Spiral printed brioche

It has not escaped your notice that the new culinary trend that everyone is talking about is the leopard print milk bread.
I too succumbed to the fashion for patterns, but I preferred to opt for the spiral. Simpler in its lines (and therefore in its realization), it is nonetheless very aesthetic. I love the moment when you cut the first part and the patterns appear. “Wowhhh” effect guaranteed!
And because I’m a gourmet, I preferred a super soft brioche recipe. This one, I already told you about it here. It is really delicious and its softness is absolutely incomparable.

The dark paste is obviously cocoa. The clearest is in coffee.
The flavors remain very discreet so, even if you are not a fan of this last taste, you should still appreciate the set.

The printed brioche should make many happy at snack time and breakfast.
Spiral printed brioche:


100g unsweetened condensed milk
90g milk
2 eggs
2 level tsp dehydrated baker’s yeast
90g caster sugar
500g T45 flour
1/2 tsp salt
100g butter

5g Nescafé

12g bitter cocoa
2 tbsp lukewarm milk

I always use my Thermomix to knead my dough, but whatever your device, the recipe adapts to your usual way of proceeding.


In the bowl put the condensed milk, milk, eggs, sugar and yeast. Do cool down at 37°C.

Add flour and salt. Knead for 4 minutes.
After one minute, add the butter in pieces without stopping the machine.

Then divide the dough into two balls of the same weight (485g).
Mix the coffee with a little warm milk.
Do the same for the cocoa with the remaining milk.

Return half of the batter to the machine with the coffee.
Knead for another 2 minutes.
Reserve the balled dough in a wrapped bowl.

Do the same with the other half of the dough and the cocoa.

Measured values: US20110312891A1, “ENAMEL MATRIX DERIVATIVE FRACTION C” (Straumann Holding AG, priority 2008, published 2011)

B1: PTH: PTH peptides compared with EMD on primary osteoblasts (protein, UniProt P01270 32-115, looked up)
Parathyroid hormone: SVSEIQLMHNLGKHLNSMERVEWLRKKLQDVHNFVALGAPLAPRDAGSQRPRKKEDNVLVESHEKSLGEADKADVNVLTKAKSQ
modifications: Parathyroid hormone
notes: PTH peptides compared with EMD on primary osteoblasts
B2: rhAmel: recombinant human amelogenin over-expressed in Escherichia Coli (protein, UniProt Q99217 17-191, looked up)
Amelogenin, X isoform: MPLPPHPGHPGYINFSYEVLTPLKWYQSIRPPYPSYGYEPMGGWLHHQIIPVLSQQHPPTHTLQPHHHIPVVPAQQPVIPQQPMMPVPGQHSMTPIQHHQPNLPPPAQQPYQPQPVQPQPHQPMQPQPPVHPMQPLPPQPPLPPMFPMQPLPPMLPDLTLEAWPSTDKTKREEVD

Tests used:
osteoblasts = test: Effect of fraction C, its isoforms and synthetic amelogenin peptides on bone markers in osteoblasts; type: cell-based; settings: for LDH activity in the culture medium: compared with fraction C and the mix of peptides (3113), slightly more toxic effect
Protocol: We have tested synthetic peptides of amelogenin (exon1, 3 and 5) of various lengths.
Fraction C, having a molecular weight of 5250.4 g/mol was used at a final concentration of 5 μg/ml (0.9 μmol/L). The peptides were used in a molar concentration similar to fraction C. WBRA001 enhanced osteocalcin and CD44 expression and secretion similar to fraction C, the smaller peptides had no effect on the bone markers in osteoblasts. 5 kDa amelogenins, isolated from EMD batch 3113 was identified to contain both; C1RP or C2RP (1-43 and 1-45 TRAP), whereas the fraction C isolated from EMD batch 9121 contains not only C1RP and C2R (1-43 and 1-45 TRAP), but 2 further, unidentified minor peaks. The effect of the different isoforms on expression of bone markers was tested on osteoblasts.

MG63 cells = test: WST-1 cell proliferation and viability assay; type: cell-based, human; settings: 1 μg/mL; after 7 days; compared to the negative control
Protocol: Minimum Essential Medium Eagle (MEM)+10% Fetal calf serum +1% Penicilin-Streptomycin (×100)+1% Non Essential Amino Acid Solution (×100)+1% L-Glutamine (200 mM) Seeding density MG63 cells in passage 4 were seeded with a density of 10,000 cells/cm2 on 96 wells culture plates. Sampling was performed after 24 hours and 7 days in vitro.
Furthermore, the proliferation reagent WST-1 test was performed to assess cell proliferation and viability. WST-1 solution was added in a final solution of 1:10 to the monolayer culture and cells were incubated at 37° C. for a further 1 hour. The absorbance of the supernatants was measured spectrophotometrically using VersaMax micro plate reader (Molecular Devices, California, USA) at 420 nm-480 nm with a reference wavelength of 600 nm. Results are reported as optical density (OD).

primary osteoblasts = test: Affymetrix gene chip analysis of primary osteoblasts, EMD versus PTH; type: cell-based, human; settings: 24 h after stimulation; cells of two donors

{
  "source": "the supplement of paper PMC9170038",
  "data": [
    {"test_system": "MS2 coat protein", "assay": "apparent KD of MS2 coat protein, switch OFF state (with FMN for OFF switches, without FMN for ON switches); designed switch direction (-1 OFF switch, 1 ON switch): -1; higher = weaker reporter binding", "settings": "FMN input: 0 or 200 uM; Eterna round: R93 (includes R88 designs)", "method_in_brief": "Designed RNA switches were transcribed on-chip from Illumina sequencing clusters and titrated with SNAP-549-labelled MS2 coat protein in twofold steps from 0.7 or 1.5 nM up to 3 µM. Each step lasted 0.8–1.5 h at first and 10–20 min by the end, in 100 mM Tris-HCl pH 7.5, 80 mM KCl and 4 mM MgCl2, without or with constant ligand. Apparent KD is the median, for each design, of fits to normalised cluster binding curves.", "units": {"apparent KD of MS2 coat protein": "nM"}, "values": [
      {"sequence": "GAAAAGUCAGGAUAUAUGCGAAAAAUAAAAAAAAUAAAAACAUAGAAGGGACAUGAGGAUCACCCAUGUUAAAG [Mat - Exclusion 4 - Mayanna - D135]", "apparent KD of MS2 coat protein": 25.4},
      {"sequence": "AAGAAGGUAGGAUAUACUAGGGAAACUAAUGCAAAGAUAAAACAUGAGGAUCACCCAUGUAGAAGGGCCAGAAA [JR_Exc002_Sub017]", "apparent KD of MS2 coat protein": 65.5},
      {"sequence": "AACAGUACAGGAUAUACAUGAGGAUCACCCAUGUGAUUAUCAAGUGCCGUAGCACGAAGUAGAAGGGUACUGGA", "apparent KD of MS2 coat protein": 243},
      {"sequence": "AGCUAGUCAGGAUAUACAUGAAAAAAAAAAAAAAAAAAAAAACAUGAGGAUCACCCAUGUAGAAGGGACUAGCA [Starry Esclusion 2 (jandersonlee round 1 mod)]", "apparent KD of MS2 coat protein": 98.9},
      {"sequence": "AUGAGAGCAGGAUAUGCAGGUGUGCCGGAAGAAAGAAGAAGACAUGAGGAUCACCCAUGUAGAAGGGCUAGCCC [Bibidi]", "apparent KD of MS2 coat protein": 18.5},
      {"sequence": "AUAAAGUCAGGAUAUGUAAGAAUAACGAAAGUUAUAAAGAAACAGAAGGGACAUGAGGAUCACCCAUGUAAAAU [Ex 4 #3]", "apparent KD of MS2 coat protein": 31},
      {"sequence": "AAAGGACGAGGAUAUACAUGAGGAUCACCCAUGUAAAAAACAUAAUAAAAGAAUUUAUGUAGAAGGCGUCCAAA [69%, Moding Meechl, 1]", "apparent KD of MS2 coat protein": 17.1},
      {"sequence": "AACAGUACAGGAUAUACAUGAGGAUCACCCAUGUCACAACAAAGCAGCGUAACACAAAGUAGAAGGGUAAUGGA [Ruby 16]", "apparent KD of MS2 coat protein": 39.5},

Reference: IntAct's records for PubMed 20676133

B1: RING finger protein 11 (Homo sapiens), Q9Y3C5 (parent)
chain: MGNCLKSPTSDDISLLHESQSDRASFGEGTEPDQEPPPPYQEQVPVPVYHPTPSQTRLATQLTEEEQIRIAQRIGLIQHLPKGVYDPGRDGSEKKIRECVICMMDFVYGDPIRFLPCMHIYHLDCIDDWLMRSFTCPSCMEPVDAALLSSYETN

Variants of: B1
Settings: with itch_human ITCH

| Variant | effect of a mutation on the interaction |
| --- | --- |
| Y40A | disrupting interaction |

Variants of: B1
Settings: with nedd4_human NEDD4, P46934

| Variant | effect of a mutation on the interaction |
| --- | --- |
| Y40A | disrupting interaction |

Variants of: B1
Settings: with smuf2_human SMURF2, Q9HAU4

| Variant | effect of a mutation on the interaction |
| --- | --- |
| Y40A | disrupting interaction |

Again, book in a filmed cul de poule.

Let the dough rise for about 1 hour 30 minutes.

At the end of this time, place the coffee dough on a lightly floured work surface and roll it out into a large rectangle.

Do the same for the cocoa paste, then place it on the first.
Pass a light roller stroke then smooth the edges.

Roll up then place the brioche in a large greased mold.

Film and let rise for about 1 hour 30 minutes.

Preheat the oven to 170°C.

Brush the brioche with a little milk and put it in the bottom of the oven.
Let cook for about 35 to 40 minutes. Check for doneness with a wooden skewer that should come out dry.


Let the brioche cool on a wire rack.
To keep it, just wrap it in a film. It’s just as soft the next day.

To finish: I use a large mold for my buns and the quantities are related. I find that the final result is all the more spectacular as the brioche is voluminous.
The mold you see in the photo comes from the deli section of my supermarket. It was normally intended for pâtés and terrines and it only costs a few euros.

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